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Inception back to reviews
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The execution is interesting, but the concept holds a lot more promise
I've had many dreams in my life, some of them recurring. Dreams of failing college because I didn't attend one of my classes, a dream of riding my bike and crashing it, and a dream in which my grandfather was still alive. I've also had some rather surreal ones, such as one dream that wasn't in first-person and involved an empty cathedral and a shadowy being patrolling it, or a dream in high school in which I was in a swimming pool placed for some reason in the middle of the band room, while the entire band played and I was hoping no-one would notice me not with them (I was in band at the time, and hated it).

There's a lot of potential in a movie about entering dreams in at attempt to plant information in someone's mind, but sadly, in the movie's ~2.5 hours, a lot of that potential remains untapped.

Rules are established. We're told that random civilians in the dream are subconscious projections of the dreamer, and can turn on people who mess with the dream. That makes sense; I've had dreams where the people around me all seemed intimidating in some way, and I can picture it working here. If you die in the dream, you wake up. Having had two dreams that literally jolted me awake (neither involved death, but both involved injury), that also is a good idea. And naturally, time seems slower in a dream, something I've also experienced when I'd wake up while still tired, fall back asleep, have a vivid dream, then wake up only 10 minutes later and be surprised so little time had passed. And people can also dream within the dreams, slowing time down even more.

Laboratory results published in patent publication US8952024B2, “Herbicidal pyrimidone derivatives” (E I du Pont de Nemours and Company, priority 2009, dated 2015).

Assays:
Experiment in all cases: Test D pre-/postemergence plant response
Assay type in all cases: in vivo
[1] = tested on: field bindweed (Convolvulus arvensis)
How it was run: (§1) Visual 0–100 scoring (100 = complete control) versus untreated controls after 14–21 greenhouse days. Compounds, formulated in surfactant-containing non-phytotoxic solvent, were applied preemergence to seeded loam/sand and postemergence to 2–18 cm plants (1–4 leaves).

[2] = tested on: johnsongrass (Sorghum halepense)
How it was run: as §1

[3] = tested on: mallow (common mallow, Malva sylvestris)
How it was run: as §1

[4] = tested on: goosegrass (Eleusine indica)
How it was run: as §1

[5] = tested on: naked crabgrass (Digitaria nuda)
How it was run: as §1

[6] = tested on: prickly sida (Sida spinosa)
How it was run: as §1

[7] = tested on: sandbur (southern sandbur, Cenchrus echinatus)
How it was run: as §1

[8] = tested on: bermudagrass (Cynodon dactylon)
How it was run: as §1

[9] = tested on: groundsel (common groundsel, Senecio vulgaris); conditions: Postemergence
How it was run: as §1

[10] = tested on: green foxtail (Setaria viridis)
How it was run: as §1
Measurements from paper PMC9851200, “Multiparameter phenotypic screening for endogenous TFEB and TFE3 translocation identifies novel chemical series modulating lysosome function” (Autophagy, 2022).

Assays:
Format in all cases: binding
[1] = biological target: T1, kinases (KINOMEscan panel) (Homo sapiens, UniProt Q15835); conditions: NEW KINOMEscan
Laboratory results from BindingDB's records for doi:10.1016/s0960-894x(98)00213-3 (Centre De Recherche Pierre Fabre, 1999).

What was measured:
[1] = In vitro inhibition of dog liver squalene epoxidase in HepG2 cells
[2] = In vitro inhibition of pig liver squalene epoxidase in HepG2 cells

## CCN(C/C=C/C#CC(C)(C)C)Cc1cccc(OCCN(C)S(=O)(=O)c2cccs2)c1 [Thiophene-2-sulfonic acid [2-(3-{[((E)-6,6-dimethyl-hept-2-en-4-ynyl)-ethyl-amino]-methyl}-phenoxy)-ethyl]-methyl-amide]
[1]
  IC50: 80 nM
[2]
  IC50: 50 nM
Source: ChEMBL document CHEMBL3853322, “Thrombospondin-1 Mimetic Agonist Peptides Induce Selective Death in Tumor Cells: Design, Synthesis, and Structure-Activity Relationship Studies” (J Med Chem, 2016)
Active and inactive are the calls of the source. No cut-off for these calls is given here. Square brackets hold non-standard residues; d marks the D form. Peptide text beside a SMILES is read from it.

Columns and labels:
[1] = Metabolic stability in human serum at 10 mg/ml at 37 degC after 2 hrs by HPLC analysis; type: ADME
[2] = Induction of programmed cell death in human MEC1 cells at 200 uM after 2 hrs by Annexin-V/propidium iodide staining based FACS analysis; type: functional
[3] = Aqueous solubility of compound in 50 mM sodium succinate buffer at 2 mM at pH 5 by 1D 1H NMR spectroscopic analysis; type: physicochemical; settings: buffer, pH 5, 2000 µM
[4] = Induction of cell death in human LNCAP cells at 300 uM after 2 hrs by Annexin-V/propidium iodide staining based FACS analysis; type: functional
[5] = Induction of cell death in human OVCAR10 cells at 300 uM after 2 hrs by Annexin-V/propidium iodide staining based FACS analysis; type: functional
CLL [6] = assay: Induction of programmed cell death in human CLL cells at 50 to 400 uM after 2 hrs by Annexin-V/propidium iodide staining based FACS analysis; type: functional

But the dreams themselves are as mundane as the first three I'd described. Dreams can be surreal, but much of the time, they're not. They're boring, everyday stuff. The locations in the movie, while varied (hotel, snowy mountain, city streets), are also realistic and lacking in surreal elements.

The established rules are used to fuel the story: characters enter dreams within dreams in order to run and hide, and some subconscious elements actually do play a role, such as the protagonist's guilt over his wife's death.

Still, I think a little more of the surreal nature of symbolic dreams could be explored. So much potential, but only some is used. As it is, this is a chase movie with a unique concept. Neat, but imperfect.
While I disagree that the dreams aren't surreal, the point of the movie isn't about dreams, and, really, in the movie, the dreams they force people to have would *have* to be relatively mundane to avoid triggering the "I'm dreaming" thought process of the person they're trying to steal information from. There are lots of movies about surrealism and dream; this movie isn't one of them and it wasn't trying to be.
comment #6031 Umberphoenix 24th Jan 11
Good point, although even when I've had very strange dreams, they still instinctively felt real to me. So even very odd dreams could still work with the dreaming character not realizing they're in a dream, and yet the audience still gets something surreal to see the heroes explore.
comment #6039 BonsaiForest 24th Jan 11
I felt Inception was way too rational to be a movie about dreams, luckily there's Paprika for that.
comment #6055 supernova 25th Jan 11
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